I posted these new pups on Facebook (FB) and one of the pups was ID’d with photos to prove whose FB page he had been posted when adopted. That pup was a stage 3 of 9 body score, thin, but not severely starved. The pups were given shots and because I had no room here for them, Dr. Retz’s family took them home and fostered them.
We would learn the owner took down the pup’s FB photos, and he never called the sheriff’s office, the vet’s office, or us to report the missing pup. We were told the pup was a half mile from home, then a mile from home and someone who knows the area told us the owner lived several miles from where found.
After being visited by a deputy, the owner said he wanted his pup back but could not and would not pay the $40 we had invested in the pup for a Parvo test, his exam and puppy shot. The Sheriff’s office made us return this pup to the owner without getting paid.
Unfortunately we don’t have a lot of return to owner dogs or cats during the year, but when we do we fully expect the owners to pay for all vetting. In the future, I will be taking any pet owner to court to get the vetting fees due to us for taking care of a dog or cat that does not have any ID such as a microchip or collar with an ID tag.
Check out the Missouri Law: Missouri Revised Statute, Chapter 578, section 578.016.1, rule line 2, revised August 28, 2016. The area shelters and pounds and other rescues have the right by law to be paid for “reasonable costs for the care and maintenance” of the subject stray animals we accept in the Bollinger County Stray Project. This also applies to any impounded pets that we may help through the Sheriff’s department or the Humane Society of Missouri to hold.
The Statute also says a lien for the costs against such animal can be placed until the reasonable costs have been paid and the rescue — shelter — pound may put the animal up for adoption or humanely kill any animal if such costs are not paid within ten days after demand.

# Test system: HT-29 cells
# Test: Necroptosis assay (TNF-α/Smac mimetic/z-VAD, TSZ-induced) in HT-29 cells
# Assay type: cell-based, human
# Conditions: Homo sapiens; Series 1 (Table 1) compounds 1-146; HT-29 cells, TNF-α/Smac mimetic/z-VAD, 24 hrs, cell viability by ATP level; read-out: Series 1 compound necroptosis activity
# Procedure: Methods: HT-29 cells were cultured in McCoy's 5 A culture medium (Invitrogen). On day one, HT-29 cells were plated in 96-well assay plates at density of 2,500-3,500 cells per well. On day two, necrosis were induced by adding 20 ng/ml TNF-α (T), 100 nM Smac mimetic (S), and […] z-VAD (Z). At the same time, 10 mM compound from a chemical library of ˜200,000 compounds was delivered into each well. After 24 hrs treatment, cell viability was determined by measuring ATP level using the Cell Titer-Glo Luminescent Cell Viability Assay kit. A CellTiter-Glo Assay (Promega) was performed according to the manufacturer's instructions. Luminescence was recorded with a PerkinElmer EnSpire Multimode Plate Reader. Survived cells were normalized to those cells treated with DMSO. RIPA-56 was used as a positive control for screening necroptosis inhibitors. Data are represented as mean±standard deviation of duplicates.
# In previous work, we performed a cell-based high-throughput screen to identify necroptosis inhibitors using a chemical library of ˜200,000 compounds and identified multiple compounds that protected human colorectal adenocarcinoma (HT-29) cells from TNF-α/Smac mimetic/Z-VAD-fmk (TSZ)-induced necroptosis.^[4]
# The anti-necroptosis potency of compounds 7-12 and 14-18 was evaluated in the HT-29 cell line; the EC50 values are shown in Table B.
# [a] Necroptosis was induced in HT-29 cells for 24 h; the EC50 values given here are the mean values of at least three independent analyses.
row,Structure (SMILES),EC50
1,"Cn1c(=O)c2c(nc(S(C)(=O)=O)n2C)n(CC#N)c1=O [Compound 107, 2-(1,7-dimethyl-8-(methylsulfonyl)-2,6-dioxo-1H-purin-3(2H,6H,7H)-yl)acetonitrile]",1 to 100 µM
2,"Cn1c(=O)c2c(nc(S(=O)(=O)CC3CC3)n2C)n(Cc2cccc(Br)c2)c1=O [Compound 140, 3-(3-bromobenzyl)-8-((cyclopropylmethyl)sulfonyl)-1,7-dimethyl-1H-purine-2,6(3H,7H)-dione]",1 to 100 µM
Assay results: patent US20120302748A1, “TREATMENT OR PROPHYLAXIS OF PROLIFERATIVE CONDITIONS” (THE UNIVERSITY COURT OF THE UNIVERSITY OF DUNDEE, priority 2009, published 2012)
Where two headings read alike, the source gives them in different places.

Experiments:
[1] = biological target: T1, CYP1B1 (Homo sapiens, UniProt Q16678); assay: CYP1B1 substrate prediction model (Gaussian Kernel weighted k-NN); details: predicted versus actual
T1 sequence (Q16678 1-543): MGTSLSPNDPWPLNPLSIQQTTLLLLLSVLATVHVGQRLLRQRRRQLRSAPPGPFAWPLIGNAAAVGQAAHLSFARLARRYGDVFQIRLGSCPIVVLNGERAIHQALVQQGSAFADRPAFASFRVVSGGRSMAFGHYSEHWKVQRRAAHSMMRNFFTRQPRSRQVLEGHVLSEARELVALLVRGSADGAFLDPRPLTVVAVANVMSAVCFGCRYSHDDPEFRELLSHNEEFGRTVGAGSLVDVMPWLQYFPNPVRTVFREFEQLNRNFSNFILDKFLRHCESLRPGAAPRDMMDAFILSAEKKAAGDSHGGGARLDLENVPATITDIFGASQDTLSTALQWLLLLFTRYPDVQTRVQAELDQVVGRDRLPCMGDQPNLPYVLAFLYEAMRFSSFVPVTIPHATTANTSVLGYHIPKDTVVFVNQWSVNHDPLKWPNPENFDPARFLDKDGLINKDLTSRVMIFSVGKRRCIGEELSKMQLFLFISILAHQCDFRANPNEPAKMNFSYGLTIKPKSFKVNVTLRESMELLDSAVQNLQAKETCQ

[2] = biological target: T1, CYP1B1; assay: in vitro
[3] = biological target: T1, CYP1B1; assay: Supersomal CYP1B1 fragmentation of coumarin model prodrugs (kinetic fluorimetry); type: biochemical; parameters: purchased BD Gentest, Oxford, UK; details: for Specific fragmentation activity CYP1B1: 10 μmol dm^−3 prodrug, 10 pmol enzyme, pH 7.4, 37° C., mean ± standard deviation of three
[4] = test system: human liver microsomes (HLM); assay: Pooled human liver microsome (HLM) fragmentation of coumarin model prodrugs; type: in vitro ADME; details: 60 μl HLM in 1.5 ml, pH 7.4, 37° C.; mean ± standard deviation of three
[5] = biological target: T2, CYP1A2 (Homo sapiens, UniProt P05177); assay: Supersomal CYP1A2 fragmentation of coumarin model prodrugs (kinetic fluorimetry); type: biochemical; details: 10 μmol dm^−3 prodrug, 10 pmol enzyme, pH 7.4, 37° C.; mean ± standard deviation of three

The owner of the pup clearly owes us the $40 for his vet care. We would learn he had the pup since December 17 and never had the pup to a vet and had not purchased any vaccines for the baby to protect it from Parvo. He had the pup for 18 to 20 days with no shots and the pup was age 10 weeks or so when we accepted that stray.
Get your pets chipped or get a tag for their collar. Take good photos of your pets NOW. Contact us the very day they disappear and send us photos to post on FB. We don’t want your pets. We want to get the pets that are loved back to their owners and we can’t do that quickly if you don’t do your part too.
If the dog is injured and you can’t afford to pay for the necessary vetting, expect to sign the dog or cat over to us so it can be humanely cared for. As the owner, you have the right to have the pet euthanized and you pay for that procedure. You will also be expected to pay for the care it has already received to examine and stabilize the pet.
Accepted strays and relinquished pets (Facebook FB) (16):
… Faune: Black Mouth Cur, Beagle type mix puppy, dumped in Wayne County
… Black/red German Shepherd Bloodhound mix, age 2, former stray rural Zalma area.
… Yellow Lab mix: Wappapello area, lived on a chain, starved almost to death, age 2, relinquished to us by the owner’s sister who ordered her to sign over the neglected dog.
… Nine pups and mom from Patton: total (10)
… Three pups from rural Marble Hill (MH): Pointer Pit mix
Adoptions, return to owner or placed in other rescues (26):
… 20 yr old stray Chihuahua returned to owner: found at Town and Country lot.
… Mister Mister adopted by Josh Blankenship family as Josh’s companion: Zalma.
… Lefty: last of litter of seven salvage yard blk/red pups was adopted by a Kansas Pharmacy student. They drove straight through on Monday to get the Rat Terrier Beagle Lab mix.